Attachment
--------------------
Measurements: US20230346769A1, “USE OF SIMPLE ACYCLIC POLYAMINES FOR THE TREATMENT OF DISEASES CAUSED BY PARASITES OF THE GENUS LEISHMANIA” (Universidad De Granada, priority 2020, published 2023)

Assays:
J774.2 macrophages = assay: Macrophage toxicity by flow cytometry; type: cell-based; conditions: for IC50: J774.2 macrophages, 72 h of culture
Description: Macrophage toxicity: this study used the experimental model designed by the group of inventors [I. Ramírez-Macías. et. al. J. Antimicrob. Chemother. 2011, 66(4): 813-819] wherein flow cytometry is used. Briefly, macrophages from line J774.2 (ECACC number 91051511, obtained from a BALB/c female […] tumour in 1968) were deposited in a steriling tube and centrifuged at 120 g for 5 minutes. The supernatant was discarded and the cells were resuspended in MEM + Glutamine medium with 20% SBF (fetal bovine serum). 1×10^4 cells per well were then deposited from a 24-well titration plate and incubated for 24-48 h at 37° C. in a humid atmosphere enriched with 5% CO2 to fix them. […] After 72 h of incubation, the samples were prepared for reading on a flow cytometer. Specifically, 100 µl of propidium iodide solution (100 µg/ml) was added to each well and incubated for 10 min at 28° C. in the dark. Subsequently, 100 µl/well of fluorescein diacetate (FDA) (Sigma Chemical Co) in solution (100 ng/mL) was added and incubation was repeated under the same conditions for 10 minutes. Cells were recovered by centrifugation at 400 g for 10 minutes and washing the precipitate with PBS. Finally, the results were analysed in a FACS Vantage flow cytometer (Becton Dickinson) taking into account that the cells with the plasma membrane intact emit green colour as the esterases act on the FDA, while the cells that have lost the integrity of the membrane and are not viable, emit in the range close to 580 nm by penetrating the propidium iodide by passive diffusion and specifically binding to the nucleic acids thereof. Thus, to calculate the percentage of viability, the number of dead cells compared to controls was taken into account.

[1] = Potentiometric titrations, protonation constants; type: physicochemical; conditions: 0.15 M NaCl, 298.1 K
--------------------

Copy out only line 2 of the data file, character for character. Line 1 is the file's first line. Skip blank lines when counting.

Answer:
Assays: